window for political calculus. In the heat of battle, decisions are
being made that set an irreversible course for how future health reform
is done. The result is legislation that has been crafted to get votes,
not to reform healthcare."
A week after Dean's
article, the Senate approved the healthcare
bill that is now on track to be "deemed" by the House -- with the avid
support of Dean and numerous other public-option enthusiasts, and also
for that matter with the support of Rep. John Conyers and many other
single-payer enthusiasts (including, as of Wednesday, Rep. Dennis
The quality of the Senate healthcare legislation hasn't
the three months since Dean condemned it. What has gone over the top is
the cacophony of voices and pressures to tout doublethink as virtuous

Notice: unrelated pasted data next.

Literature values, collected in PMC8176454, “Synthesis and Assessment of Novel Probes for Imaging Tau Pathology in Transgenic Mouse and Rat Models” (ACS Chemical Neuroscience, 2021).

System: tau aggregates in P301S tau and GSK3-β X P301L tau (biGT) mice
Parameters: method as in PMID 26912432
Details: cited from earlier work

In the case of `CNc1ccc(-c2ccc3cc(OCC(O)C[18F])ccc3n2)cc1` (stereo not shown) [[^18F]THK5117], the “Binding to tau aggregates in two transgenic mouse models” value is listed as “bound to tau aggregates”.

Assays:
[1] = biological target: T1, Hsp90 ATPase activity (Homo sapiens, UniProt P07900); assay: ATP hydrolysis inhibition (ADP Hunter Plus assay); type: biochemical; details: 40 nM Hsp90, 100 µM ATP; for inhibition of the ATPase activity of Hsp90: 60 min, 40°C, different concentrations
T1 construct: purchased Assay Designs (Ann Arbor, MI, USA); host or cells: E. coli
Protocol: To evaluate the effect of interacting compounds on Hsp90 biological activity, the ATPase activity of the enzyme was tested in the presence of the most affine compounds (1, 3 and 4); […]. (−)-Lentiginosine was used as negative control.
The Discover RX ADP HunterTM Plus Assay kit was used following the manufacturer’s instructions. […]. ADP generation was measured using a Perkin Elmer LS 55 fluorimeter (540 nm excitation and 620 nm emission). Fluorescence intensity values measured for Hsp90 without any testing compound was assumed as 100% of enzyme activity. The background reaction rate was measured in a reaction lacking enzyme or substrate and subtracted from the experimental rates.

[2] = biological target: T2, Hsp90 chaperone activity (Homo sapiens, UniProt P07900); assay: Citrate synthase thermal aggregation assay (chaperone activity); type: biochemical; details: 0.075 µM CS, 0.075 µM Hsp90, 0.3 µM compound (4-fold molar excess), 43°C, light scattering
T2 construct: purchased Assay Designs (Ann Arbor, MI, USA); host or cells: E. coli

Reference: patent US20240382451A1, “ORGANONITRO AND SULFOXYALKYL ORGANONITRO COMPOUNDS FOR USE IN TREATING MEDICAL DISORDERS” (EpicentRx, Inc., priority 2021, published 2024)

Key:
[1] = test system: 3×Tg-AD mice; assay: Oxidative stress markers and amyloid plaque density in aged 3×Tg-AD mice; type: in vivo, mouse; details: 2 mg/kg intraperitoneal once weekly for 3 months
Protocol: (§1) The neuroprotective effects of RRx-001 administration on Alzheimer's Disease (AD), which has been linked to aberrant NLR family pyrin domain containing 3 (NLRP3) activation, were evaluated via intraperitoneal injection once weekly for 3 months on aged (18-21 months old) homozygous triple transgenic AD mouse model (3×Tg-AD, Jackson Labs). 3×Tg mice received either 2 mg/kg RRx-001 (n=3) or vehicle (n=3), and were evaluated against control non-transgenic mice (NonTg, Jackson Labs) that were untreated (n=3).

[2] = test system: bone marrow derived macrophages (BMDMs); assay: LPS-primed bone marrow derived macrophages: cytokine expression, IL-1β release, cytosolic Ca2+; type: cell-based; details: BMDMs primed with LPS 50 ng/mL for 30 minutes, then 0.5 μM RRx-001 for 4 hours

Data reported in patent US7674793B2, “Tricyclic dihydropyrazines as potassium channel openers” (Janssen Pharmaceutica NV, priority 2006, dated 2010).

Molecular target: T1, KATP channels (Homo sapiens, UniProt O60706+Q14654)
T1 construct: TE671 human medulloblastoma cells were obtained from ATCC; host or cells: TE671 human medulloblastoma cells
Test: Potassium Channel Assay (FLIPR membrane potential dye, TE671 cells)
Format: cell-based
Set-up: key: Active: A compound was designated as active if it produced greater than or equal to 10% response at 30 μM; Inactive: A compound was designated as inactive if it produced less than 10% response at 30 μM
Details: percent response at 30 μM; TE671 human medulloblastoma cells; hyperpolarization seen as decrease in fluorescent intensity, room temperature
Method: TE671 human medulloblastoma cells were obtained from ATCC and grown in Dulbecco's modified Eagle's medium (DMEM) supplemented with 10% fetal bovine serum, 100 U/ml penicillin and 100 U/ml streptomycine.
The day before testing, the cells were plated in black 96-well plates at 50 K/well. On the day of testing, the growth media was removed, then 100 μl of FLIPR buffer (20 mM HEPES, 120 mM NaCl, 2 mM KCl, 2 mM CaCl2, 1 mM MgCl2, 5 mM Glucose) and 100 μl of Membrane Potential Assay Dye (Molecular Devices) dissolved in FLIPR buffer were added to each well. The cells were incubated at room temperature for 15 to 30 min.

But there are big problems
with skipping lightly past the absence
of a public option in the current bill. And none is bigger than the
reality of the individual mandate in the legislation.
remarkable and sadly revealing that boosters of the bill have
scarcely mentioned -- much less publicly come to terms with -- the dire
implications of a nearly enacted law that requires people to have health
insurance and offers no option other than further enriching the private
Last year, when the subject came up,
progressive supporters of the
White House's general approach were quick to offer assurances that a
public option would mitigate the unpleasant aspects of mandated
coverage. After all, the story went, people could select a nonprofit
government-run entity for insurance coverage rather than being forced to
choose between corporate insurance policies.
But now, if the
pending bill becomes law, people will be forced to
choose between corporate insurance policies.
Meanwhile, all the
hype about how 30 million more Americans "will
be covered" fails to deal with the quality and cost of their purported
coverage, much less how much real access to healthcare will actually
For many, the available coverage would be
quality -- and even then, given thin personal finances, would cause